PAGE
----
This invention describes an engineered nanostructure and method for bioactive glasses used for bone scaffolds and other biomedical applications.

The inventors have developed and patented a melt-quench-heat-etch (MQHE) method that is closely related to standard glass production technology. More

recently, the inventors have discovered that in addition to the specific glass composition, the nanostructure can greatly influence the biomedical

performance. Specifically, they have demonstrated superior in vitro performance of widely used 45S5 glass with an interconnected spinodally

phase-separated nanostructure than with isolated droplets in a matrix (cells respond more favorably to the morphology and composition with the superior

nanostructure). This concept can be extended to other bioactive silicate glass compositions that are prone to phase separation (e.g., derivatives of 45S5

doped with certain oxides or different ratios of its constituents). Also, the nanostructure can be further manipulated by controlling the melt cooling

process (melt temperature, mold temperature, casting procedure, batch size, heat treatment, etc.).


Competitive Advantage


The superior performance and manufacturability represent the key advantages and discriminators of this invention. Furthermore, the process is optimized for

Bioglass (the only FDA-approved bioactive glass) and is extendable to other bioactive silicate glass compositions. The process results in a structurally

stronger interconnected porous glass that is biodegradable and accelerates the bone forming process. The fabrication method for the invented material is

very close to that of current glass making, which will likely enable it to be commercialized first.


Lehigh Tech ID # 102513-01


Market Need/Opportunity


Some of the greatest drivers of the bone graft substitute market include the spinal fusion market (nearly 500,000 spine fusions in U.S. in 2009;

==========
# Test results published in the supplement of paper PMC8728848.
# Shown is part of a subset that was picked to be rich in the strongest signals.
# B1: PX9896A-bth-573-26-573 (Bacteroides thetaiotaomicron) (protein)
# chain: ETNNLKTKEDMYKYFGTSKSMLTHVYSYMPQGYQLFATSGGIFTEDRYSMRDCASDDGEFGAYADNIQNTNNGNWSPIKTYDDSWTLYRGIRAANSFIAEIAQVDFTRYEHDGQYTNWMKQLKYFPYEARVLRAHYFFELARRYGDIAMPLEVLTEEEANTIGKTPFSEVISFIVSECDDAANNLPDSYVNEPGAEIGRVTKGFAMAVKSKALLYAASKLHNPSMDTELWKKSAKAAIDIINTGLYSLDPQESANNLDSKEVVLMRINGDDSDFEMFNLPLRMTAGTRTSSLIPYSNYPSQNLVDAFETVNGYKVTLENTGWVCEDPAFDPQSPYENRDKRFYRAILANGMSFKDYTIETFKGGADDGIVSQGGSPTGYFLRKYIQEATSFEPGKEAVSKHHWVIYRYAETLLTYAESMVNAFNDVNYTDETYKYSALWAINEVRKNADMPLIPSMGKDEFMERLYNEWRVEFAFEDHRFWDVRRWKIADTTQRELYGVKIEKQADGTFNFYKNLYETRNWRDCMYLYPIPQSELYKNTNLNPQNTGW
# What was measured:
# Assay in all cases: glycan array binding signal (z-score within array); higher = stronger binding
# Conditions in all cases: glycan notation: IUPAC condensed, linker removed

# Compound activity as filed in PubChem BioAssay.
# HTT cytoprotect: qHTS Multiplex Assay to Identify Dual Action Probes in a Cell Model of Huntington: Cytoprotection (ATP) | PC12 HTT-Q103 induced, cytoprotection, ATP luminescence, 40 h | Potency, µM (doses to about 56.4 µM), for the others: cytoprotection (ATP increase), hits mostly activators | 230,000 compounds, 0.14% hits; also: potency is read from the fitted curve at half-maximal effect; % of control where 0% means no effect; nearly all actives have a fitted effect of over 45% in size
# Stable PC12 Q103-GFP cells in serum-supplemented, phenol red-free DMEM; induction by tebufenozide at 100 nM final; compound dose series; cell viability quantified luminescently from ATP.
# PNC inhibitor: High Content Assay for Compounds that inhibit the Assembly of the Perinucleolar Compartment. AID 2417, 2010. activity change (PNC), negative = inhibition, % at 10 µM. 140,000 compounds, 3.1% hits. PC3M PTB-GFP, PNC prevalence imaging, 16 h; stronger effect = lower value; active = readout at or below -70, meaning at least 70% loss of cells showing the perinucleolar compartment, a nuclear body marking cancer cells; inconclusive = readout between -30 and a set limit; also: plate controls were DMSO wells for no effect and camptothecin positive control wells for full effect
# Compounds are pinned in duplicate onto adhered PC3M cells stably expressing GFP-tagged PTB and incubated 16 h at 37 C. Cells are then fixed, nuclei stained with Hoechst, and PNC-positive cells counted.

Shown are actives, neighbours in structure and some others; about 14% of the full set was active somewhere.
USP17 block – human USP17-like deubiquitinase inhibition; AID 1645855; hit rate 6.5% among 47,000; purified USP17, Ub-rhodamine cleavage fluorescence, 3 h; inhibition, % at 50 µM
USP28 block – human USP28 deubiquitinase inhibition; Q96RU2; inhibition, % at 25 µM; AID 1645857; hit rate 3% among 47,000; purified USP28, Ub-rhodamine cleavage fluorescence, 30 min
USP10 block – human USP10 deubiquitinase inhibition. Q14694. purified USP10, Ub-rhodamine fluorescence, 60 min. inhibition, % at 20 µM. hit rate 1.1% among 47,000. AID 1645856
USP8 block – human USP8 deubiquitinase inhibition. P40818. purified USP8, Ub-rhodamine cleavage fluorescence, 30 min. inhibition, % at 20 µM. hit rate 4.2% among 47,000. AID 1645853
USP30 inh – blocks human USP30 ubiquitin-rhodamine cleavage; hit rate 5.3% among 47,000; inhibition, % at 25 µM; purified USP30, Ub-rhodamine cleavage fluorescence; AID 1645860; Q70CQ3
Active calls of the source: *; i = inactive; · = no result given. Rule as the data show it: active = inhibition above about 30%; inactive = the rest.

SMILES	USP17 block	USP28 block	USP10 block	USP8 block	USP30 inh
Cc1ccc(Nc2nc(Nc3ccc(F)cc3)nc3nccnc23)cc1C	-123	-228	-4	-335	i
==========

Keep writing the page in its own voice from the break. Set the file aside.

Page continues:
approximately 75% of all bone grafts in the U.S.), the foot reconstruction market (100,000 procedures per year), orthopedic trauma (1 million internal

fixation orthopedic trauma procedures in the U.S. in 2009), and joint reconstruction. According to a recent study by Frost and Sullivan, the bone

grafts and bone graft substitutes market was estimated to be over $1.60 billion in 2012 and is expected to reach $1.65 billion by 2016. Despite autografts still

being considered the standard material in bone grafting, there has been a gradual shift towards bone grafts and substitutes, particularly in the US and

Europe. While products are currently available for bone implants, there is still a demand for bone scaffold technology that can eliminate issues related to

cost, control of composition, pore size, and shaping of final product.




Lehigh University is looking for a partner for further development and commercialization of this technology through a license. The inventor is

available to collaborate with interested companies.

App Type Country Serial No. Patent No. File Date Issued Date Expire Date
Provisional [PR] United States 61/896,227 10/28/2013   10/28/2014
Utility United States 14/526,319 10/28/2014   12/16/2016
For Information, Contact:
Rick Smith
Lehigh University
Himanshu Jain
Matthias Falk
Roman Holovchak
Hassan Moawad